The conformations populated during protein folding have been studied for decades; yet, their evolutionary importance remains largely unexplored. Ancestral sequence reconstruction allows access to proteins across evolutionary time, and new methods such as pulsed-labeling hydrogen exchange coupled with mass spectrometry allow determination of folding intermediate structures at near amino-acid resolution. Here, we combine these techniques to monitor the folding of the ribonuclease H family along the evolutionary lineages of T. thermophilus and E. coli RNase H. All homologs and ancestral proteins studied populate a similar folding intermediate despite being separated by billions of years of evolution. Even though this conformation is conserved, the pathway leading to it has diverged over evolutionary time, and rational mutations can alter this trajectory. Our results demonstrate that evolutionary processes can affect the energy landscape to preserve or alter specific features of a protein's folding pathway.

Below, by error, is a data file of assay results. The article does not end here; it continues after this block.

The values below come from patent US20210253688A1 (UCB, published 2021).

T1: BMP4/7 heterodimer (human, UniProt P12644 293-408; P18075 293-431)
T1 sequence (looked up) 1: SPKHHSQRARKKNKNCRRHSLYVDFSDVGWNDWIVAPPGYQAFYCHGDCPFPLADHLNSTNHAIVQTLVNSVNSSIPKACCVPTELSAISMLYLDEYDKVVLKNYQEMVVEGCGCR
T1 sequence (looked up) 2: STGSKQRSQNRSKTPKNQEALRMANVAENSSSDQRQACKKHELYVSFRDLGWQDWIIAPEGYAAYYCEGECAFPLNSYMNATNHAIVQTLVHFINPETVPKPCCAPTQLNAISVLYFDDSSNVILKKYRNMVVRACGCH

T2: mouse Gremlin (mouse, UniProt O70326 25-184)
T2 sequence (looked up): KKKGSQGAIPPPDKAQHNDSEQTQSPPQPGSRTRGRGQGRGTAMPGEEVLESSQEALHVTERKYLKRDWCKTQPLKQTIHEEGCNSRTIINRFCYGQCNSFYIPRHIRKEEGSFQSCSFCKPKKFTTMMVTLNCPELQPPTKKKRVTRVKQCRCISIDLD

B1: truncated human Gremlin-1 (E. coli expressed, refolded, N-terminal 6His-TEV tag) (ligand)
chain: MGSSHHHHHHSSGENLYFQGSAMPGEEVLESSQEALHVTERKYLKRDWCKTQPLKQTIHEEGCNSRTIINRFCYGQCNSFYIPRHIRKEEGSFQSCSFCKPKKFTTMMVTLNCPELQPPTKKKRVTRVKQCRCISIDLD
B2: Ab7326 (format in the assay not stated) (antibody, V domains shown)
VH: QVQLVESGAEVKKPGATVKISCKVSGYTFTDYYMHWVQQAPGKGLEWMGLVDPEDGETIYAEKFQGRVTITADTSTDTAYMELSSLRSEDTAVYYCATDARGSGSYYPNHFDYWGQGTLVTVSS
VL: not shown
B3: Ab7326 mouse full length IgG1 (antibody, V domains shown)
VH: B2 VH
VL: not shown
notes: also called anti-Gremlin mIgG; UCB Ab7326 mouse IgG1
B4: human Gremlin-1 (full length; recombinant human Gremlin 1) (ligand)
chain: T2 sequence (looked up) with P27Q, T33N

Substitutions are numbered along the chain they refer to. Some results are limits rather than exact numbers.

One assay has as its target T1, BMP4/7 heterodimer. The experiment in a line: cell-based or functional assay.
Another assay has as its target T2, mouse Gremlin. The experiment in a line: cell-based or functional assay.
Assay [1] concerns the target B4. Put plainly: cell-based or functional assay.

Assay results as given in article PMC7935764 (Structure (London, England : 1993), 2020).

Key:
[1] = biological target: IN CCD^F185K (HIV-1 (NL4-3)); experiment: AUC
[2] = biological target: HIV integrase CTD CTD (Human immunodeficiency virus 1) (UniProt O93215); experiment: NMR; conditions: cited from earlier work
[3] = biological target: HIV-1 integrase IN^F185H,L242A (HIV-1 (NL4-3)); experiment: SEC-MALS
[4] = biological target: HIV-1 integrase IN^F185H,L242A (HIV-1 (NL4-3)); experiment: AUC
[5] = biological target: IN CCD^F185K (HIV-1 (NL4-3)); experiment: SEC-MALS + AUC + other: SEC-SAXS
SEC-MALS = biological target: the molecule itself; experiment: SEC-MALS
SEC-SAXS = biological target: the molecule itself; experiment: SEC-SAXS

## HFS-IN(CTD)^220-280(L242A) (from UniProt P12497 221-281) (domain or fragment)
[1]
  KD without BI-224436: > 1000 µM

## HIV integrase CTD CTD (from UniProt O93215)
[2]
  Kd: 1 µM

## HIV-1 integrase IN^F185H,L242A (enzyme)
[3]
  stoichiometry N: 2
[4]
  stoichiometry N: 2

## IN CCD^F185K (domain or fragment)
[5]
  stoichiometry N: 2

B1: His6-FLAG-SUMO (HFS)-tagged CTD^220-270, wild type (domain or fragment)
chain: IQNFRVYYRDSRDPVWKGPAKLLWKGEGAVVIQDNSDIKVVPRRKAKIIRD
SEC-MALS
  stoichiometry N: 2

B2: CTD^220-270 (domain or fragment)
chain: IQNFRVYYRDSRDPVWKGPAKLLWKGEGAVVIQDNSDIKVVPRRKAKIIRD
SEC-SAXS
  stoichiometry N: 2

All data generated or analyzed during this study are included in the manuscript main text, supporting files, and source data
- Shion An Lim
- Eric Richard Bolin
- Susan Marqusee
- Shion An Lim
The funders had no role in study design, data collection and interpretation, or the decision to submit the work for publication.
- Lewis E Kay, University of Toronto, Canada
© 2018, Lim et al.
This article is distributed under the terms of the Creative Commons Attribution License permitting unrestricted use and redistribution provided that the original author and source are credited.